Compared with other large installations in the field of particle physics, however, it
is rather modest. But this proves that good research is still possible, even when far removed from the mighty dimensions of particle accelerators such as the LHC at CERN in Geneva. Yet only PSI’s particle accelerator creates the quantities of muons needed to deliver results in the search for specific, rare instances of decay in these particles. “These experiments have produced results that are really fundamental”, says Kirch. “They help us to test and refine the standard model of elementary particle physics”. And only at PSI do the muons travel slowly enough to be used to investigate thin layers of material. In order to study the magnetic properties of a material, for example, muons are brought to its surface. When they decay, the researchers can use the direction in which the decaying particles travel to make deductions about the magnetic fields of the material. “These experiments are not usually intended to discover any direct practical applications but to examine materials which might be suitable for use as superconductors or in new storage media and hard drives”, says Kirch. In total, more than 500 researchers use the proton accelerator every year to carry out experiments with muons.
There are just as many users for the Swiss Spallation Neutron Source SINQ, which is used to study neutrons knocked out of lead by protons. Because neutronshave to be slowed down for experiments, the equipment is situated in a tank of heavy water. Neutrons are a unique tool for investigating the magnetic structures of materials. It is also possible to use them to create internal images of archaeological artefacts without causing any damage. The accelerator even has ‘healing properties’. Exactly 30 years ago, PSI began to use proton beams to treat patients with certain types of cancer. “At the beginning, the protons for this proton therapy came directly from the accelerator”, says Kirch. Demand grew with the success of the therapy – the cure rate for eye tumours is roughly 98 percent – and so today there is a dedicated accelerator.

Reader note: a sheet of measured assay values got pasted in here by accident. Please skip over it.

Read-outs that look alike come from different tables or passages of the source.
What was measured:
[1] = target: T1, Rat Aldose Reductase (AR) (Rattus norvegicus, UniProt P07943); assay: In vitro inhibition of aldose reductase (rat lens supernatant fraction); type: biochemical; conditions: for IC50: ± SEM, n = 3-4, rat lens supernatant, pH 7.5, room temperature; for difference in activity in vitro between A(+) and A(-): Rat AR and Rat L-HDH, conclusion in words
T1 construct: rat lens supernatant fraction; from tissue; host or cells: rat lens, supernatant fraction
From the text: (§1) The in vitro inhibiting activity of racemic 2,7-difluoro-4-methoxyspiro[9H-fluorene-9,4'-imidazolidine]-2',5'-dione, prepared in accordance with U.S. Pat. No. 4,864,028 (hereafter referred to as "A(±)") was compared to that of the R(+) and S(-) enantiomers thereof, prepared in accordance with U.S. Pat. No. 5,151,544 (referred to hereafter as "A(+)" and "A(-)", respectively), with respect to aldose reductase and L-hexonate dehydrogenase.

More than ever before, the proton accelerator is proving its worth as a high-quality
research facility – and Kirch says that’s what really impresses him. “How is it that
a piece of equipment can last for 40 years without landing on the scrap heap?” This
is in part thanks to the research environment in Switzerland, which allows for greater continuity. It has meant that the ever-motivated scientists at PSI have been able to improve and expand the proton accelerator over the years. The latest example
dates back to 2011, when it started to produce ultracold neutrons. There will be
further adjustments and improvements in coming years. But no revolutionary alterations are planned at present. It’s more a matter of making it more reliable, says
Kirch – so that the proton accelerator can remain indispensable for yet another generation of researchers.
Simon Koechlin is the editor-in-chief of the magazine Die Tierwelt and a science journalist.
(From "Horizons" No .101, June 2014)